The Modernisation Myopia
If the pinnacle of Rostow’s vision was that every country should end up a democratic, consumerist society, then the implication is that this is the ultimate form a country should take. Every country should aspire to Western-style one person/one (secret) vote Democracy. Every country should aspire to have a consumerist economy. The further implication is that any other form of government or any other form of economy is automatically inferior…and the greater the sociopsychological distance of that government/economy from Rostow’s ideal, the more inferior it is.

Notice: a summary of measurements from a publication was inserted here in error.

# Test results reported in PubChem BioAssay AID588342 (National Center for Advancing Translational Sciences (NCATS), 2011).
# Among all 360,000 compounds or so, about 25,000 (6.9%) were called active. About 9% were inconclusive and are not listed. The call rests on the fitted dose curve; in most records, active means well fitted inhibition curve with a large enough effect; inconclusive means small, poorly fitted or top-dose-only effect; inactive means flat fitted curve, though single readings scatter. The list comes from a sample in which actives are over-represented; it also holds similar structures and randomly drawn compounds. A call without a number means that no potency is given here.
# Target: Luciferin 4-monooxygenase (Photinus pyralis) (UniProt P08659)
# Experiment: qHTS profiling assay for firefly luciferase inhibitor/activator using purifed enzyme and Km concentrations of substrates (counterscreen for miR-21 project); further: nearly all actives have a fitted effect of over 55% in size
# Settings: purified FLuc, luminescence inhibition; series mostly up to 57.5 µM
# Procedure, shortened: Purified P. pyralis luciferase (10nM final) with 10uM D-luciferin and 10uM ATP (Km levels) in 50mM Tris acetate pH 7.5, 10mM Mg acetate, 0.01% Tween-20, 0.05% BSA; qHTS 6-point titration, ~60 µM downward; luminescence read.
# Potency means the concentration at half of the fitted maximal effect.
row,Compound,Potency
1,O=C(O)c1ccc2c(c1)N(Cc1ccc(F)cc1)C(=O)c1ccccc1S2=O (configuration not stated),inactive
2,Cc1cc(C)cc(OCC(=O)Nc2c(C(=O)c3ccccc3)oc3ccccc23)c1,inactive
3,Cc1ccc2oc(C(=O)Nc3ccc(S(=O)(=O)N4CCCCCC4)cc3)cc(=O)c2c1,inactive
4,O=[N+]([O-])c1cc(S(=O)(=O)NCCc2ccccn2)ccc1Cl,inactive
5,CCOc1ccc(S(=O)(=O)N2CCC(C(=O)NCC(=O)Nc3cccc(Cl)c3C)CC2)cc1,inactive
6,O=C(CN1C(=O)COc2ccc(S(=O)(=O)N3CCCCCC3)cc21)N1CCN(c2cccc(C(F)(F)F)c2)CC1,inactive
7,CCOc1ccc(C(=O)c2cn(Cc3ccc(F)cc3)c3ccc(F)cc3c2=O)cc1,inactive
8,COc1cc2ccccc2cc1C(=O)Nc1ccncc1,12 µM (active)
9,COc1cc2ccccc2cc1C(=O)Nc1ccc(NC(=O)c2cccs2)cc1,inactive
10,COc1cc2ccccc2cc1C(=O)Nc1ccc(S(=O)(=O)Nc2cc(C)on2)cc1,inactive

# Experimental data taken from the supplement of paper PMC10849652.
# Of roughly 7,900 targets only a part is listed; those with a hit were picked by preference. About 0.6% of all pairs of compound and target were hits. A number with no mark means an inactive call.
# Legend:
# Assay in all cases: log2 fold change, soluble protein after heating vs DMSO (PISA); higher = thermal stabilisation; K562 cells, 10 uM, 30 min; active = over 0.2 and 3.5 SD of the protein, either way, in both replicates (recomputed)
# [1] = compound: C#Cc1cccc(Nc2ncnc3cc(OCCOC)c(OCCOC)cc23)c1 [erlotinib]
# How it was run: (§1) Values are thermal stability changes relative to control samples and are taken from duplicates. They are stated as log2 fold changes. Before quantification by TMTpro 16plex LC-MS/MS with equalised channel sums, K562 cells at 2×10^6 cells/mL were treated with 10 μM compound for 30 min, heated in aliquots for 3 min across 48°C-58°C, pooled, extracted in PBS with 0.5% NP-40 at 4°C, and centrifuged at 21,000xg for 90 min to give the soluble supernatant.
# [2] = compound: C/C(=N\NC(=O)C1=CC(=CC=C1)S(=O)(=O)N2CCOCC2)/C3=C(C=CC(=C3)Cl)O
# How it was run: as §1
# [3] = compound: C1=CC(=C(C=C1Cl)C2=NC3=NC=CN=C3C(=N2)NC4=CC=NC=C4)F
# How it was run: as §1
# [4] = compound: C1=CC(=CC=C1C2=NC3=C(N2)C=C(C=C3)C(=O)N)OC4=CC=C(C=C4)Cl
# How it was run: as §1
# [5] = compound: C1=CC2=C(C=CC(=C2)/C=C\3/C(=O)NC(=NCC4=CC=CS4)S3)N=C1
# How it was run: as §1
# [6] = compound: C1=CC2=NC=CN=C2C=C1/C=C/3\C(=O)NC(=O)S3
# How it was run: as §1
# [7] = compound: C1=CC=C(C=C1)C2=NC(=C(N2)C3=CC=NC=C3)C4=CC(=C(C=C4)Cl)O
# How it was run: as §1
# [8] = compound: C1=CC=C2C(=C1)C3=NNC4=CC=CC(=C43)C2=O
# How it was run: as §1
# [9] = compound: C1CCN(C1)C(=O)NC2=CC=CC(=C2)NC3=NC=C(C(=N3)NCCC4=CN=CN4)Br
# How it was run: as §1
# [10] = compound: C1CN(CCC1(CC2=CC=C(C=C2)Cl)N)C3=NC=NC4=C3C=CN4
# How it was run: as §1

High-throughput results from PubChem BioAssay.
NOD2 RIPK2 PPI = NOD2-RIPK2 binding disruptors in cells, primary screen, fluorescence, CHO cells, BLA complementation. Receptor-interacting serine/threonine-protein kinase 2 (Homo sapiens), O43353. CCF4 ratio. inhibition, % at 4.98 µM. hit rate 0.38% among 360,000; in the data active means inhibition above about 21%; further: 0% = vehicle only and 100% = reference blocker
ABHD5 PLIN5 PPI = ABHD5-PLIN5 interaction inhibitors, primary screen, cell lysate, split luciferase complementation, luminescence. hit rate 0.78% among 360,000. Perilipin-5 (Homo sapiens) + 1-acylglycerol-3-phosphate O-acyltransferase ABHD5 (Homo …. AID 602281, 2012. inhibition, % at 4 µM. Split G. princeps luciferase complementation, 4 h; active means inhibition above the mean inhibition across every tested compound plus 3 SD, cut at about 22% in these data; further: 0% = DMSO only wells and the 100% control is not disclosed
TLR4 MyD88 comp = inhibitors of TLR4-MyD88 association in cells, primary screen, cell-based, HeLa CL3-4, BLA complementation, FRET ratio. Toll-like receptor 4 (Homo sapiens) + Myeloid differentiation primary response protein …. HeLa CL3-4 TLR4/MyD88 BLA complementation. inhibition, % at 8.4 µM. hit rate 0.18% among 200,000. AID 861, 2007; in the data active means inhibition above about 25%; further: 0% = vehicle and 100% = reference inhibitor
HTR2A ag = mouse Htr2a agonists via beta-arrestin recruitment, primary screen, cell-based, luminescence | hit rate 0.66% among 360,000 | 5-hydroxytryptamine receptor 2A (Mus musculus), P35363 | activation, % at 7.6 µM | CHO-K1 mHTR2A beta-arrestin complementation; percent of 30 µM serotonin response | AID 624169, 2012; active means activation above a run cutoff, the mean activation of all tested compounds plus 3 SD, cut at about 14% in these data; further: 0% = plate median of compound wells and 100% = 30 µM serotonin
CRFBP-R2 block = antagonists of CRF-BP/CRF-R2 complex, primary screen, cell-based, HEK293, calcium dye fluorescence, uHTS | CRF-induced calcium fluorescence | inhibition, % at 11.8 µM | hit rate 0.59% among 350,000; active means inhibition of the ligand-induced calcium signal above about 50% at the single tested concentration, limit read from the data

Given those implications, it’s not hard to see how prejudice and bias so distorted the views of Rostow, Parsons and Inkeles that they perceived traditional tribal values to be not only worthless but positively harmful.